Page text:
common errors and misconceptions, while the feedback must be sufficiently
detailed to help students learn from their mistakes. The questions
must then be entered into the CAA system (for example Blackboard)
but this only takes a few minutes per question.
the questions can only test for anticipated responses. So what
objective tests cannot deal with is creativity - the unanticipated
response. But we would not advocate that objective tests be used
as the only form of assessment.
CAA is most effective when used to assess recall of facts and
their application - and this may be far from trivial, whereas
essays allow students to demonstrate their understanding of a
topic. It follows that the choice of technique should match the
type of learning objective that is being assessed, and that objective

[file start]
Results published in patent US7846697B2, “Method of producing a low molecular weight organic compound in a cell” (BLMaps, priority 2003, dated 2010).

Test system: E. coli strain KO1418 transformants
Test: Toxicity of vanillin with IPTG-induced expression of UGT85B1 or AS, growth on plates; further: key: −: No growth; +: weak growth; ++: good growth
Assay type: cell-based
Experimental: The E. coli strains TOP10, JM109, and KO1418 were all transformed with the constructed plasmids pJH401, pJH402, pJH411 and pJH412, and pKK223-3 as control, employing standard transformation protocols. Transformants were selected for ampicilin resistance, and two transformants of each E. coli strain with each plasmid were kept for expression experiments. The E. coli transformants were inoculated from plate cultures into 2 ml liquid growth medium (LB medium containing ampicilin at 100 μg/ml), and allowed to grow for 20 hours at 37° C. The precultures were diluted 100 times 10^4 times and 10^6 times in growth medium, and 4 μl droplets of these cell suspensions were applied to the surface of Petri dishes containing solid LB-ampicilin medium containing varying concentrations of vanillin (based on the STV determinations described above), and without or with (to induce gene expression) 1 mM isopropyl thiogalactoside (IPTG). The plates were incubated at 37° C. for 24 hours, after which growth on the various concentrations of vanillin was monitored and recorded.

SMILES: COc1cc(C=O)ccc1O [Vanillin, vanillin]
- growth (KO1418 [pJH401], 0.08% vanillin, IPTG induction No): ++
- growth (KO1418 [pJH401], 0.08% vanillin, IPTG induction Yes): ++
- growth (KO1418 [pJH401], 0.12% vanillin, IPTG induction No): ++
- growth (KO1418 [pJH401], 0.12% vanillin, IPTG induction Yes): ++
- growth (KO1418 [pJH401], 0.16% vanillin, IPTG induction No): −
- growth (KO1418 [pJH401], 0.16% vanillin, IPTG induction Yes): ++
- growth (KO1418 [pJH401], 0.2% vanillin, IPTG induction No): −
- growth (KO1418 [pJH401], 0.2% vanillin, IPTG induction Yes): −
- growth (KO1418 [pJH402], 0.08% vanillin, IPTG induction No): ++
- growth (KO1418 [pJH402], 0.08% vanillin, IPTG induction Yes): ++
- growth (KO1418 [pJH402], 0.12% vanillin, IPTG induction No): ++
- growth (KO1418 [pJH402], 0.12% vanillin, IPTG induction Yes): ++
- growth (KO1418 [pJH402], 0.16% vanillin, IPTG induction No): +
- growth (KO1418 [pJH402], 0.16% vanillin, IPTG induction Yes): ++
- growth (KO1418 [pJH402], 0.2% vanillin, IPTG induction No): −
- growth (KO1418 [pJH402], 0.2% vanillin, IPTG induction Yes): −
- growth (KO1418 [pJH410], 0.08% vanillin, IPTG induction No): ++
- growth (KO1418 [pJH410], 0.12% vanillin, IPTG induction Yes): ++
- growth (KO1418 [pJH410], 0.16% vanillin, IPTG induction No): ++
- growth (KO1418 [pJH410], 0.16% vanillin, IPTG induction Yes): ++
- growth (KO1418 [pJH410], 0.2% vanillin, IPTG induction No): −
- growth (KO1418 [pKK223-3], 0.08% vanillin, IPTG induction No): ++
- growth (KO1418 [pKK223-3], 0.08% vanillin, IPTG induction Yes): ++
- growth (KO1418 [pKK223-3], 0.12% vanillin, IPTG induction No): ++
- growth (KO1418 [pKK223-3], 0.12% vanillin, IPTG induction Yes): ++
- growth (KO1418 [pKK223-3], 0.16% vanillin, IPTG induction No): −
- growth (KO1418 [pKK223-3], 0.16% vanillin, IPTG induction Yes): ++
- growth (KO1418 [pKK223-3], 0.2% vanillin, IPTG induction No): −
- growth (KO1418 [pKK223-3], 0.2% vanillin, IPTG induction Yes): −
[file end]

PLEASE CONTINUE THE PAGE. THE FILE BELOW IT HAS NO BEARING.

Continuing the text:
tests are simply a useful addition to the techniques available
to the tutor.
you have designed your questions, entering them into a CAA system
usually takes only a few minutes and the benefits are many:
Advantages of CAA
assessed to ensure that the quality of our graduates is assured,
but assessment offers other benefits:
- helps to establish priorities
development - the opportunity to practise skills already
- acknowledges effort spent learning
- identifies difficulties and weakness
rapid delivery of assessment results to students
of formative assessment to facilitate reflective learning
- Web based
delivery (tests are available on or off campus) ·
- Saves staff
exams, tests, self assessment
distance learning assessment
and summative testing
- Many type
of question design available. Graphics and multimedia can be
included in a test
software and instant feedback
- Tests can
be scheduled automatically (according to those registered on